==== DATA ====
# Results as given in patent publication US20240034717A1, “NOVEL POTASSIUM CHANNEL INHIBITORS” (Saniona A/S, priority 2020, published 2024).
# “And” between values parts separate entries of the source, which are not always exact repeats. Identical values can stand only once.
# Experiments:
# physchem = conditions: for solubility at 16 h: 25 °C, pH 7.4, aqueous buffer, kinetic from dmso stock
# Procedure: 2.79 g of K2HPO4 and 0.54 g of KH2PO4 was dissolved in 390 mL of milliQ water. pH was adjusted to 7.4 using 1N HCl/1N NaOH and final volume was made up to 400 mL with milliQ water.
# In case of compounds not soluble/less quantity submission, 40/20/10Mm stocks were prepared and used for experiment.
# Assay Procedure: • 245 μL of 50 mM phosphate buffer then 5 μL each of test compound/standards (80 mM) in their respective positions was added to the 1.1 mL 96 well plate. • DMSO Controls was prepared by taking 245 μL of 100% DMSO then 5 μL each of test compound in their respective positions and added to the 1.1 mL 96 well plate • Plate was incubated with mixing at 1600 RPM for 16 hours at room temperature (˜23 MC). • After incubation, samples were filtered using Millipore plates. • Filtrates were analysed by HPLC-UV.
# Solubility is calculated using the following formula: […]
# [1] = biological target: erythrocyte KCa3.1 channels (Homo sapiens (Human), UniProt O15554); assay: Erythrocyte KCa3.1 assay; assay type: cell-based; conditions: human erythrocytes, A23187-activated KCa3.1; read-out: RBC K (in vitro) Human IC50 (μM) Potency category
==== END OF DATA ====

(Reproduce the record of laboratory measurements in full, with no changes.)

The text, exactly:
# Results as given in patent publication US20240034717A1, “NOVEL POTASSIUM CHANNEL INHIBITORS” (Saniona A/S, priority 2020, published 2024).
# “And” between values parts separate entries of the source, which are not always exact repeats. Identical values can stand only once.
# Experiments:
# physchem = conditions: for solubility at 16 h: 25 °C, pH 7.4, aqueous buffer, kinetic from dmso stock
# Procedure: 2.79 g of K2HPO4 and 0.54 g of KH2PO4 was dissolved in 390 mL of milliQ water. pH was adjusted to 7.4 using 1N HCl/1N NaOH and final volume was made up to 400 mL with milliQ water.
# In case of compounds not soluble/less quantity submission, 40/20/10Mm stocks were prepared and used for experiment.
# Assay Procedure: • 245 μL of 50 mM phosphate buffer then 5 μL each of test compound/standards (80 mM) in their respective positions was added to the 1.1 mL 96 well plate. • DMSO Controls was prepared by taking 245 μL of 100% DMSO then 5 μL each of test compound in their respective positions and added to the 1.1 mL 96 well plate • Plate was incubated with mixing at 1600 RPM for 16 hours at room temperature (˜23 MC). • After incubation, samples were filtered using Millipore plates. • Filtrates were analysed by HPLC-UV.
# Solubility is calculated using the following formula: […]
# [1] = biological target: erythrocyte KCa3.1 channels (Homo sapiens (Human), UniProt O15554); assay: Erythrocyte KCa3.1 assay; assay type: cell-based; conditions: human erythrocytes, A23187-activated KCa3.1; read-out: RBC K (in vitro) Human IC50 (μM) Potency category